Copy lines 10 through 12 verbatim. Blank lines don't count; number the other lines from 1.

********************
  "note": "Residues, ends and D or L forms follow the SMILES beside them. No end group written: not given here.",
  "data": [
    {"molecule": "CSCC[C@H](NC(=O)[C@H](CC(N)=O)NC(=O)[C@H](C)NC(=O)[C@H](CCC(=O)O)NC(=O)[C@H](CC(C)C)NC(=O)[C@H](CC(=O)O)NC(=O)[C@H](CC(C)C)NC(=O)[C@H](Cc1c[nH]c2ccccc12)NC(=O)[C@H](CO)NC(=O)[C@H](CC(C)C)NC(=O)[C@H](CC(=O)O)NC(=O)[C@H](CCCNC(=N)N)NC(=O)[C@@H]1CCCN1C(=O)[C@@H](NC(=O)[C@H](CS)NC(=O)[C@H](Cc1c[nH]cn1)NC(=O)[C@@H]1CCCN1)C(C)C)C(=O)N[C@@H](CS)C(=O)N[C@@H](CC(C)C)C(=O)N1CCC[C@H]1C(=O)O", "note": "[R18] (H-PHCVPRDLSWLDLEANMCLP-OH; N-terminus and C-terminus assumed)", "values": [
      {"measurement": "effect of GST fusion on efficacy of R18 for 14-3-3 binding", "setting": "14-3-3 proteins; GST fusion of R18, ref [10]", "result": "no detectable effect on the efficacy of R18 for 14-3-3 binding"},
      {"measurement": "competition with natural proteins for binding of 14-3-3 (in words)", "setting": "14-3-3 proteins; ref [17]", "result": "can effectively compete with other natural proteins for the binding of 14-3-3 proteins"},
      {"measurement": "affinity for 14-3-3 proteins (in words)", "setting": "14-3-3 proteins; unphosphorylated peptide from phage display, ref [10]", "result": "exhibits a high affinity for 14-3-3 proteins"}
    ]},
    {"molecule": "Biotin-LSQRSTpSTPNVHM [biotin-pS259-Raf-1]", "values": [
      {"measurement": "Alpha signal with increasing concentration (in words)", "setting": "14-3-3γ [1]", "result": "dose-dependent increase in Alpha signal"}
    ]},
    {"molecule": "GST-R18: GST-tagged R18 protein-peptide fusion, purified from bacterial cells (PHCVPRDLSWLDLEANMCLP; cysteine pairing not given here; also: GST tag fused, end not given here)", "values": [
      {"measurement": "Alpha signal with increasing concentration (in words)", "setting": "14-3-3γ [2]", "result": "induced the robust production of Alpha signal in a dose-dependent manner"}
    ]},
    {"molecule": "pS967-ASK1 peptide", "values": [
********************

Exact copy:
    ]},
    {"molecule": "GST-R18: GST-tagged R18 protein-peptide fusion, purified from bacterial cells (PHCVPRDLSWLDLEANMCLP; cysteine pairing not given here; also: GST tag fused, end not given here)", "values": [
      {"measurement": "Alpha signal with increasing concentration (in words)", "setting": "14-3-3γ [2]", "result": "induced the robust production of Alpha signal in a dose-dependent manner"}